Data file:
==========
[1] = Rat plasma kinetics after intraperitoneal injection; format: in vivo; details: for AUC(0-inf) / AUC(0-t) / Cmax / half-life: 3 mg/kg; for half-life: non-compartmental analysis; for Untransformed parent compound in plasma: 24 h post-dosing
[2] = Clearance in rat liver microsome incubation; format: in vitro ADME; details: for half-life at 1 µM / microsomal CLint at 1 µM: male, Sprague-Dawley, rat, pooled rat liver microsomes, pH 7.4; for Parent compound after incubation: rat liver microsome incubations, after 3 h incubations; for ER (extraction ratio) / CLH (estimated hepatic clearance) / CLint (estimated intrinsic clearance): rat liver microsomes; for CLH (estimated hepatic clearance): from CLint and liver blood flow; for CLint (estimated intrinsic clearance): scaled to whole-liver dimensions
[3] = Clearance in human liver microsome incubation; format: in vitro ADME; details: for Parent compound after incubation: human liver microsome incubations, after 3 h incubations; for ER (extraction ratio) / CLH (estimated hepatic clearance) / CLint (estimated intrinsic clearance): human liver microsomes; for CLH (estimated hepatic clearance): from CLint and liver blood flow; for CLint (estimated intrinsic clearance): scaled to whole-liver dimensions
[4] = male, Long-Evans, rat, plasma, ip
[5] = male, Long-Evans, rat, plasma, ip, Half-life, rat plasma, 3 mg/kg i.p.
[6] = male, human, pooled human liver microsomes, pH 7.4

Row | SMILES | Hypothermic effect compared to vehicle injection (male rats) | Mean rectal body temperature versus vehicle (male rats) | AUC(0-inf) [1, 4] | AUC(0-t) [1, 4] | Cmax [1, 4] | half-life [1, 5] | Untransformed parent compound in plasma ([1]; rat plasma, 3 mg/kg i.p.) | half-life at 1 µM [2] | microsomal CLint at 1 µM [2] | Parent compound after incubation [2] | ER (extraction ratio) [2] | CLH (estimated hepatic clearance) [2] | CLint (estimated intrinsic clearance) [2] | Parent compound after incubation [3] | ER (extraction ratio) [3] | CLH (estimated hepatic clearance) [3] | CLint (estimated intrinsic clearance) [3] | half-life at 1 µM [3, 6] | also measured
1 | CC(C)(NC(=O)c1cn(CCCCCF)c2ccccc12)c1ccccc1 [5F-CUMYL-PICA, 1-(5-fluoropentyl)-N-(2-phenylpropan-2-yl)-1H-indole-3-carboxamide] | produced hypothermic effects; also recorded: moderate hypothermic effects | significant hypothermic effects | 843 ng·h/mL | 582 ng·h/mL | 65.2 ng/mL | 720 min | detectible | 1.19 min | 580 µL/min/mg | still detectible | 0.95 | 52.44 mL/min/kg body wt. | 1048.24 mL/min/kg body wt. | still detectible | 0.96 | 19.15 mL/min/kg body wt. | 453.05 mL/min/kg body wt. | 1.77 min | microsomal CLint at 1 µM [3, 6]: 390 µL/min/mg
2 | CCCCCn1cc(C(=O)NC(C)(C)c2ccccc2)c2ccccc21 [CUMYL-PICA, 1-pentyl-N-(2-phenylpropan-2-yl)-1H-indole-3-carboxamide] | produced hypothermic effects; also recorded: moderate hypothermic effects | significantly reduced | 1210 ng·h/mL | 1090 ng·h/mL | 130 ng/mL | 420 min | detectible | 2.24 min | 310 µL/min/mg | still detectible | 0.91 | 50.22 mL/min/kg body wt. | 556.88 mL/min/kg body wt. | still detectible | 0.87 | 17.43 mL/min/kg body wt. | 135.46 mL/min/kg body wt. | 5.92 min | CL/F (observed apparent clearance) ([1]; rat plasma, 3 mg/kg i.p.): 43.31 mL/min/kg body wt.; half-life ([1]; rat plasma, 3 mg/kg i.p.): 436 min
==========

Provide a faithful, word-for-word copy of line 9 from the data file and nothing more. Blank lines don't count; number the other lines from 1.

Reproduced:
2 | CCCCCn1cc(C(=O)NC(C)(C)c2ccccc2)c2ccccc21 [CUMYL-PICA, 1-pentyl-N-(2-phenylpropan-2-yl)-1H-indole-3-carboxamide] | produced hypothermic effects; also recorded: moderate hypothermic effects | significantly reduced | 1210 ng·h/mL | 1090 ng·h/mL | 130 ng/mL | 420 min | detectible | 2.24 min | 310 µL/min/mg | still detectible | 0.91 | 50.22 mL/min/kg body wt. | 556.88 mL/min/kg body wt. | still detectible | 0.87 | 17.43 mL/min/kg body wt. | 135.46 mL/min/kg body wt. | 5.92 min | CL/F (observed apparent clearance) ([1]; rat plasma, 3 mg/kg i.p.): 43.31 mL/min/kg body wt.; half-life ([1]; rat plasma, 3 mg/kg i.p.): 436 min